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Red lights for 'world's greenest residential tower' - developer takes a detour

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Aria Property Group has made significant changes to its planned “world’s greenest residential tower” at South Brisbane after a public backlash over the proposal and neighbouring Brisbane State High expressing worries about student privacy.

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The changes from the original project, dubbed the “Urban Forest”, include cutting the overall height of the tower, increasing the setbacks and introducing a plan to help maintain the 20,000 plants and ambitious landscaping the finished development will boast.

The company has also offered to lease out part of the ground floor of the building to the council for a public library.

This follows significant public opposition to the project over its location and bulk as well as doubts over its sustainability as a “green building” given the large amount of plantings that would have to be maintained.

Those objecting included local Greens councillor Jonathan Sri, who admitted that the building looked “the kind of development that Greens councillors like me should be cheerleading for: rooftop solar panels, green walls, and trees growing out of balconies – what’s not to like?”

“Unfortunately, all of this is ultimately just greenwashing on an unsustainable project that undermines the broader public interest,” he said in his submission to the Aria development application.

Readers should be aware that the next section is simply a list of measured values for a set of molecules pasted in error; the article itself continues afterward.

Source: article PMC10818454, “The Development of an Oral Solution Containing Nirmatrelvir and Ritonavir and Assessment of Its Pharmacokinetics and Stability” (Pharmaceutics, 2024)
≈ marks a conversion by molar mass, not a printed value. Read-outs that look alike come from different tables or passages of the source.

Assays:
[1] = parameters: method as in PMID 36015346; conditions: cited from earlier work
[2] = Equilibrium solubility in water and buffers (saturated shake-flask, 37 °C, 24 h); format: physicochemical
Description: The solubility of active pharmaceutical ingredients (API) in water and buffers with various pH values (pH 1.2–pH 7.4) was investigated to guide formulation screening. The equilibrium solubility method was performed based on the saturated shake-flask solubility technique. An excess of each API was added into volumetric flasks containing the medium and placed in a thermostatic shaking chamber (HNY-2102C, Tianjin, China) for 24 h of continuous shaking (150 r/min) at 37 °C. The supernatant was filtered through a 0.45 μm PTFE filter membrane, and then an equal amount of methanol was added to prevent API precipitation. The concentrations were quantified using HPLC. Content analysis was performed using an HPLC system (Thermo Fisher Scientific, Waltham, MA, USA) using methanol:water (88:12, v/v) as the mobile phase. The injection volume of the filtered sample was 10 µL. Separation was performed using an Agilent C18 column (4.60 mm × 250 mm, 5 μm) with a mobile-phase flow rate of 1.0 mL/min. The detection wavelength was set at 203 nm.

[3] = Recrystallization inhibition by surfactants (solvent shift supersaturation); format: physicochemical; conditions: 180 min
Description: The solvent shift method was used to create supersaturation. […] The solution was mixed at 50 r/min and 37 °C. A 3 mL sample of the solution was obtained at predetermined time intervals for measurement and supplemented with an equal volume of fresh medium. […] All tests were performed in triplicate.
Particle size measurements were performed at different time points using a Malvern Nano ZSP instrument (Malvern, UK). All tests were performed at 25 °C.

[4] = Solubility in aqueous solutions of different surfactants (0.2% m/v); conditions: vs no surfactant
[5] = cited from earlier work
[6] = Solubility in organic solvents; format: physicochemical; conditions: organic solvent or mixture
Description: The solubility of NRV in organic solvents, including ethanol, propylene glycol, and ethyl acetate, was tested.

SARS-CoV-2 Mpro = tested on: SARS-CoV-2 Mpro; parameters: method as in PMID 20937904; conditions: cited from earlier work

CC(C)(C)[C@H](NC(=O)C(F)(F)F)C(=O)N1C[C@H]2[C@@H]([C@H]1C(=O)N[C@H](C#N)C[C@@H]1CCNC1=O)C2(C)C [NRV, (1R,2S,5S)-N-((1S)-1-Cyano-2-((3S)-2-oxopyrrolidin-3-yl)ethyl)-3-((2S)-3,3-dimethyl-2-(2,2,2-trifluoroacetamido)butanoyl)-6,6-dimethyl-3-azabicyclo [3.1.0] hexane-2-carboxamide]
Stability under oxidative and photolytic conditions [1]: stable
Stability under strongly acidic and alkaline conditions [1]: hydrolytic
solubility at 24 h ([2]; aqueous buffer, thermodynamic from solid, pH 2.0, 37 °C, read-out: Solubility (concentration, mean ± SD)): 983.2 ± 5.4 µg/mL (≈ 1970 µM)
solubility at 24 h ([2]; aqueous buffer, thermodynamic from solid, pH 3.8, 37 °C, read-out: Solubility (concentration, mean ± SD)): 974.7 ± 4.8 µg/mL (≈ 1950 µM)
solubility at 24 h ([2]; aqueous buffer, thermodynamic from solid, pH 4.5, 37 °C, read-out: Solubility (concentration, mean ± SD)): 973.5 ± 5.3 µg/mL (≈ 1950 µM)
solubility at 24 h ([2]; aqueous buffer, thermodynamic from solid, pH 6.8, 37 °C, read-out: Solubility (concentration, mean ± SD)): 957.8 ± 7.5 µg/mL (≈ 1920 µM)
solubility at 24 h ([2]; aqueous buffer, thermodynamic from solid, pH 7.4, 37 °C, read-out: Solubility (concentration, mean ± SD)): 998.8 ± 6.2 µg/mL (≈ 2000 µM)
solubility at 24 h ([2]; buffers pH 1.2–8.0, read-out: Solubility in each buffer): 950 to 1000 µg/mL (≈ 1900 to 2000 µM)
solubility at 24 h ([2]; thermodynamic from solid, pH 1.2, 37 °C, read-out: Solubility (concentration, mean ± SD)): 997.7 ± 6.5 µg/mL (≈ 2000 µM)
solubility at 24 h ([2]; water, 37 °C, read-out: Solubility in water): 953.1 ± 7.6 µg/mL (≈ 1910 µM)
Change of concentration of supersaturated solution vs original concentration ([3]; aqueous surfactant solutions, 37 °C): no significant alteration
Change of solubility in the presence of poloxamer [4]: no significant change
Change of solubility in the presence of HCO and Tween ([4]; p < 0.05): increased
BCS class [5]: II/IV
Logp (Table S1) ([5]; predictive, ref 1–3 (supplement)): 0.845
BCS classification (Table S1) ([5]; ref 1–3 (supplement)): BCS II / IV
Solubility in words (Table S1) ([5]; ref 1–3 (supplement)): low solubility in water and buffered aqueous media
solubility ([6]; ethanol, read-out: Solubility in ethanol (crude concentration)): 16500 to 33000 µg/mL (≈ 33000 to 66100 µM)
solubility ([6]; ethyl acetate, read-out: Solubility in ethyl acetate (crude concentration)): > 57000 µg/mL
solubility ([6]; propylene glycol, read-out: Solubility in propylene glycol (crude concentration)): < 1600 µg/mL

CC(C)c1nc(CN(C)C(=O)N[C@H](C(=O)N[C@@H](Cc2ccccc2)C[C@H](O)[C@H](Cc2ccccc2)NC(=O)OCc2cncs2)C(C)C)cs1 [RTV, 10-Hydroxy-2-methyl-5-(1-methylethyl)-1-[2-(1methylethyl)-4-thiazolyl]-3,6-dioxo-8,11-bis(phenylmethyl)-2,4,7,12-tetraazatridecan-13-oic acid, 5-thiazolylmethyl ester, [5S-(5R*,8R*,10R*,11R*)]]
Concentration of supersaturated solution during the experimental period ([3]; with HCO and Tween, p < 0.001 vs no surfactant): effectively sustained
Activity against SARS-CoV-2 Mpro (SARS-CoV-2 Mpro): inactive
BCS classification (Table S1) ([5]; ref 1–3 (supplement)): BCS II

On behalf of the developer, planning consultancy Urbis this week lodged a “minor change” to Aria’s original proposal.

“The changes have been made in response to discussions with Council and create a development which has greater articulation, reduced building bulk and greater public benefit,” Urbis said in a formal “request for change” to the council.

Aria now wants to reduce the building height from the original 30 storeys to 28 storeys and proposes a two-level communal area at the top. The planned number of apartments would also be cut from 382 to 306, with a substantial increase in building setbacks.

“The increased setbacks will provide reduction in any potential neighbouring amenity issues and will decrease the overall site coverage,” Urbis said.

Among the objections to the original proposal was the prestigious Brisbane State High, whose campus sits across the road from the building site.

In a letter to the council last year, the school’s general manager Christine Collins and executive principal Wade Haynes said they were concerned about the disruption to studies caused by construction and the potential invasions of student privacy.

“We feel that there will be a lack of privacy for these open air classes and teaching and learning will be impacted,” Collins and Haynes wrote in a submission on the development application.

They also point out that residents would be able to “see” into the school’s playgrounds from the new building.

In a further concession to the project’s critics, one of the developer’s subsidiary companies, Aria Living, has shown council detailed advice on how the plant life incorporated into the building, including more than 1000 trees, should be maintained.

“We do not believe the completion of the project means the end of a working relationship between the developer,” it has told the council.

“To the contrary, we wish this to be the start of an ongoing relationship, featuring support and assistance as and when required to the owners and body corporate.”

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